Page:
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IBEX (SMEX 10, Explorer 91)


The IBEX (Interstellar Boundary Explorer) is a mission in NASA's SMEX (Small Explorer) program and has the sole objective of discovering the global interaction between the solar wind and the interstellar medium.

IBEX achieves this objective by globally imaging Energetic Neutral Atoms (ENAs) that are produced by plasmas beyond the Termination Shock, the closest of the inferred interstellar boundaries at the outer edges of our heliosphere. These groundbreaking, high sensitivity ENA observations are achieved with minimal risk using two very large aperture ENA cameras on a simple sun-pointed, spinning spacecraft. It uses two ENA imagers, one for high energy (IBEX-Hi) and one for low energy particles (IBEX-Lo), and orbits the earth beyond the magnetosphere to allow it to detect and map out the distribution of energetic particles that are created in the shock region between the solar wind and the interstellar medium, and eventually reach the vicinity of the Earth.

IBEX was boosted by a Pegasus-XL with an additional Star-27H (TE-M-1157) solid motor fourth stage to a an orbit with an apogee of around 320000 km, and then used onboard hydrazine propulsion to raise the perigee to 7000 km.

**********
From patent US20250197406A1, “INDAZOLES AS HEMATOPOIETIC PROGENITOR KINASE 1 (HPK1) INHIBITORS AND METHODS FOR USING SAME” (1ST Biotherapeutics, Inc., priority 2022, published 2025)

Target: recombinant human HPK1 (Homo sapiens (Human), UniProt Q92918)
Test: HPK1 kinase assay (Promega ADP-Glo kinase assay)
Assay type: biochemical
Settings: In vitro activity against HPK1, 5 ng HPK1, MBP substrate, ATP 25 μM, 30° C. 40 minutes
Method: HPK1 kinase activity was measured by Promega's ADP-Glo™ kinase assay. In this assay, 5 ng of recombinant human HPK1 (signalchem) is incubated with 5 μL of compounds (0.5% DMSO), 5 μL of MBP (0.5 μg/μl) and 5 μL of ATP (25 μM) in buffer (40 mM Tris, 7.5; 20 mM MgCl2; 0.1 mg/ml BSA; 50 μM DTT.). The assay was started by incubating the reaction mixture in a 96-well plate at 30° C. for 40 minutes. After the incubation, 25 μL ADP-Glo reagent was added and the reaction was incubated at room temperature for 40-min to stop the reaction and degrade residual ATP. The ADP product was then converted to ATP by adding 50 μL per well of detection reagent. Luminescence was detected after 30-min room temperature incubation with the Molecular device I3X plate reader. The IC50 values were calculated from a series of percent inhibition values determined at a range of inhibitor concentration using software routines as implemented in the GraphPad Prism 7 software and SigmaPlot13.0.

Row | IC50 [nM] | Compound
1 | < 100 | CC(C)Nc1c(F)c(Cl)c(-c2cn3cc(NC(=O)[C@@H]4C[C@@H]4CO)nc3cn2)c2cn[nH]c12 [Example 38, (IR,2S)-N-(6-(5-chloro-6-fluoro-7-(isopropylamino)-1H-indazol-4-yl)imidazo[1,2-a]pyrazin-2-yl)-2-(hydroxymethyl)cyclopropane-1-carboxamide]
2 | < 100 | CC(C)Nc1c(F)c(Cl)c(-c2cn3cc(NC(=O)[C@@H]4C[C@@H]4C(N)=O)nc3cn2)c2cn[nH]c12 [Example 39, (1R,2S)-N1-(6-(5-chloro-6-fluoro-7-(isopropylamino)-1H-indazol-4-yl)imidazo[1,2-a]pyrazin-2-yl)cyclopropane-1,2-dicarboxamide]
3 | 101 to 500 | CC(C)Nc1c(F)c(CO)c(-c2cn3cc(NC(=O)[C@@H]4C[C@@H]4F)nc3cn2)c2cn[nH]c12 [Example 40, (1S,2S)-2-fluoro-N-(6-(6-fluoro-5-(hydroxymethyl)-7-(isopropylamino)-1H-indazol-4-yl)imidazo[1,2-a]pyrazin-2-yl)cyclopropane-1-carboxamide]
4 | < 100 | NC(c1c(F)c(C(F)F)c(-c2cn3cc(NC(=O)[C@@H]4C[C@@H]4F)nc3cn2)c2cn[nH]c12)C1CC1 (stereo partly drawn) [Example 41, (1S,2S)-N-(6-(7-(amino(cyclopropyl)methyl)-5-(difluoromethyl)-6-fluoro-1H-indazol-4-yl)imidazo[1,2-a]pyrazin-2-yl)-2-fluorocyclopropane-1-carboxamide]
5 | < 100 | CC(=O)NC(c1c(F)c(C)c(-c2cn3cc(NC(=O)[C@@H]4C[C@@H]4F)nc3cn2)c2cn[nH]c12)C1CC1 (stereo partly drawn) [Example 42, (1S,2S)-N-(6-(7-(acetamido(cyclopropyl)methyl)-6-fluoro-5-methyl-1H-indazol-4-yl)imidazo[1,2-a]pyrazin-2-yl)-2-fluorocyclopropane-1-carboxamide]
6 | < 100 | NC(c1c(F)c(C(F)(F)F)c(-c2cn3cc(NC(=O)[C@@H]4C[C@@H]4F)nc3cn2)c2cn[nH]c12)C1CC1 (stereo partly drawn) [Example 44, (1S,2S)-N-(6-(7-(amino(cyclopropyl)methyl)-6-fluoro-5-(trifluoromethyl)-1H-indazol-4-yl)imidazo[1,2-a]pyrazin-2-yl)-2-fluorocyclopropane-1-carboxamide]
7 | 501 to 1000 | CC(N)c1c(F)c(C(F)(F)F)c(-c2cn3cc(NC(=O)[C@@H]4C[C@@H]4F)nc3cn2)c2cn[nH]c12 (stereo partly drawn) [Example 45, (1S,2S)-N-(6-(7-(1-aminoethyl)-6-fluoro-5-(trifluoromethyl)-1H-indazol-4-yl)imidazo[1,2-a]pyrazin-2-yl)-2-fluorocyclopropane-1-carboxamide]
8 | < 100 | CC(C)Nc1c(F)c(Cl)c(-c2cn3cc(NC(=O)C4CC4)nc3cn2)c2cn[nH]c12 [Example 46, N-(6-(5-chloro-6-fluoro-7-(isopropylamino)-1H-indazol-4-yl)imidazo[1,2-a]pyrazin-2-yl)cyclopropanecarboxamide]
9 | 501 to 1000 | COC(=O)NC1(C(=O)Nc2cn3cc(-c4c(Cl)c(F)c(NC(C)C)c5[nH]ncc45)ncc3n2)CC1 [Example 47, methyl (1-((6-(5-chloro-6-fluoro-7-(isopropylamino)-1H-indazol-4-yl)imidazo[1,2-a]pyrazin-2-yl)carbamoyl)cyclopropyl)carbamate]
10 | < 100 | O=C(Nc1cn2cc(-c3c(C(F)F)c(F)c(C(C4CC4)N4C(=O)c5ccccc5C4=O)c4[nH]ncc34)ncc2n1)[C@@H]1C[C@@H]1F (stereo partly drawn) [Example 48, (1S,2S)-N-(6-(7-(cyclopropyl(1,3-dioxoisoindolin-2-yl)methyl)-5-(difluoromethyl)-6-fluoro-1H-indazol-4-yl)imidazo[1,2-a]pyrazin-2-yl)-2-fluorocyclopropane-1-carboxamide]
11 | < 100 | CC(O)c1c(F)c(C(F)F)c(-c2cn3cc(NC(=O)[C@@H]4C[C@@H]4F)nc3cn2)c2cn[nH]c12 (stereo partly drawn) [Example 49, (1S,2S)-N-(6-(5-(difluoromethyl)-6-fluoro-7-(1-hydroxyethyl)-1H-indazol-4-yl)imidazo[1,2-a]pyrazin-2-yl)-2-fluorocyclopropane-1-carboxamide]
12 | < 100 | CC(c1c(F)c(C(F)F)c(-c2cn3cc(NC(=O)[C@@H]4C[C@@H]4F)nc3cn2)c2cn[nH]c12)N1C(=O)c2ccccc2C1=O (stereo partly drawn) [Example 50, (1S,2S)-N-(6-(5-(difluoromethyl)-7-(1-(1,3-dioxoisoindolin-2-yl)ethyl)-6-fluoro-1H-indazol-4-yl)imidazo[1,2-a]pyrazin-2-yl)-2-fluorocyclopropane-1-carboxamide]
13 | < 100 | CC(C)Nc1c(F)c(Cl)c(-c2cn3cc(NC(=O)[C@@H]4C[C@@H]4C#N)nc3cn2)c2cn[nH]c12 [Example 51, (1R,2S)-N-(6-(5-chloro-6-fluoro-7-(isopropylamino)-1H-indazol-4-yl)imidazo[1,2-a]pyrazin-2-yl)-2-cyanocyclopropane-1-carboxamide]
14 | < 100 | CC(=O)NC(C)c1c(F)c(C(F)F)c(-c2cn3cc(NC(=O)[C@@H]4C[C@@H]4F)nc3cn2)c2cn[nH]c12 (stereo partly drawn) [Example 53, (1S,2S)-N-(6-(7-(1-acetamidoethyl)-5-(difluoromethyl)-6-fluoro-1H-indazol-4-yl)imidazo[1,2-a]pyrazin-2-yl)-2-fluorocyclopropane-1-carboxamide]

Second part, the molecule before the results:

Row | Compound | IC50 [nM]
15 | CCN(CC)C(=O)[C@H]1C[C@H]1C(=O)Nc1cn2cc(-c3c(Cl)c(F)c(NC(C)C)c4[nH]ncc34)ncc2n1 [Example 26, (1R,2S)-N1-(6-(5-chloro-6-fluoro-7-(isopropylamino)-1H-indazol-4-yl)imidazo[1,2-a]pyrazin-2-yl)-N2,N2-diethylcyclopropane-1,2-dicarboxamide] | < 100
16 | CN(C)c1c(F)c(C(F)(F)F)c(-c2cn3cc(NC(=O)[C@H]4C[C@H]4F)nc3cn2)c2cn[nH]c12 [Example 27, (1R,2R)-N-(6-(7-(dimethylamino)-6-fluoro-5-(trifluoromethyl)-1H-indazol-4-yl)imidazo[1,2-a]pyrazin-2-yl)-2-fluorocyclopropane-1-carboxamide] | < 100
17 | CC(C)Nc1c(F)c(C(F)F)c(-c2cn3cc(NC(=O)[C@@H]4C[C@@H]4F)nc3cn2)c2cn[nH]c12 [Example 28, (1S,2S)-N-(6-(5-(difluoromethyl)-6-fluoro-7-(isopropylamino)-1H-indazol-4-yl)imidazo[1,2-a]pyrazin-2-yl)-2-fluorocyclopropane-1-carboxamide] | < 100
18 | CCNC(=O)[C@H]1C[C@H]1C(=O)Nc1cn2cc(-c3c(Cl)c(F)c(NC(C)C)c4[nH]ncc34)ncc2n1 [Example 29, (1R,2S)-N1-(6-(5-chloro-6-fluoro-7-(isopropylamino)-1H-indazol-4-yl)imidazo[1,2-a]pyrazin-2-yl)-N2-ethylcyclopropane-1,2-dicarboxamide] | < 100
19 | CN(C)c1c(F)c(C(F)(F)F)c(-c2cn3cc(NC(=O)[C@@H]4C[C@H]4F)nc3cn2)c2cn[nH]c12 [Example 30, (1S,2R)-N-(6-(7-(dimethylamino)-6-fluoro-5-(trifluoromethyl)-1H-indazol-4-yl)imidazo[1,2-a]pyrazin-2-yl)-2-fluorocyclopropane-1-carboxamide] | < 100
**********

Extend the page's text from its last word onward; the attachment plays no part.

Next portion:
The nominal mission baseline duration was two years to observe the entire solar system boundary. This was completed by 2011 and its mission was extended to 2013 to continue observations.

In June 2011, IBEX concluded a maneuver that placed it into a new orbital configuration, represented by the image to the left. The farthest point of IBEX’s orbit is still around 320,000 kilometers from Earth. The closest point of IBEX’s orbit is now about 48,000 kilometers from Earth, above the harsh environment of Earth’s radiation belts. IBEX completes one of these orbital "lobes" in 9.1 days, and completes three orbits every 27.3 days, which is the same amount of time for the Moon to orbit Earth once. The benefit of this new orbit is that the spacecraft’s orbit is incredibly stable and is not affected by the Moon’s gravitational pull, as it was to a large extent prior to the maneuver. The new orbit gives the satellite a potential orbital lifetime of more than 40 years.

In January 2023 the mission reached 14 years and is still working flawlessly.

Nation: USA
Type / Application: Particle imaging
Operator: Southwest Research Institute for NASA
Contractors: Southwest Research Institute, Orbital Sciences Corporation (OSC) (bus)
Equipment: IBEX-Hi, IBEX-Lo
Configuration: MicroStar-2
Propulsion: ?
Power: Solar cells, batteries
Lifetime: 2 years (design), +14 years (active as of January 2023)
Mass: 105 kg; 462 kg (with Star-27H kick motor)
Orbit: 12260 km × 304347 km, 21.38°
Satellite COSPAR Date LS Launch Vehicle Remarks
IBEX (SMEX 10, Explorer 91) 2008-051A 19.10.2008 Kw, L-1011, RW06/24 Pegasus-XL [Star-27H]


  • NSSDC Master Catalog: IBEX
  • Orbital Sciences Corp.: IBEX
  • Southwest Research Institute, Space Science and Engineering Division: IBEX

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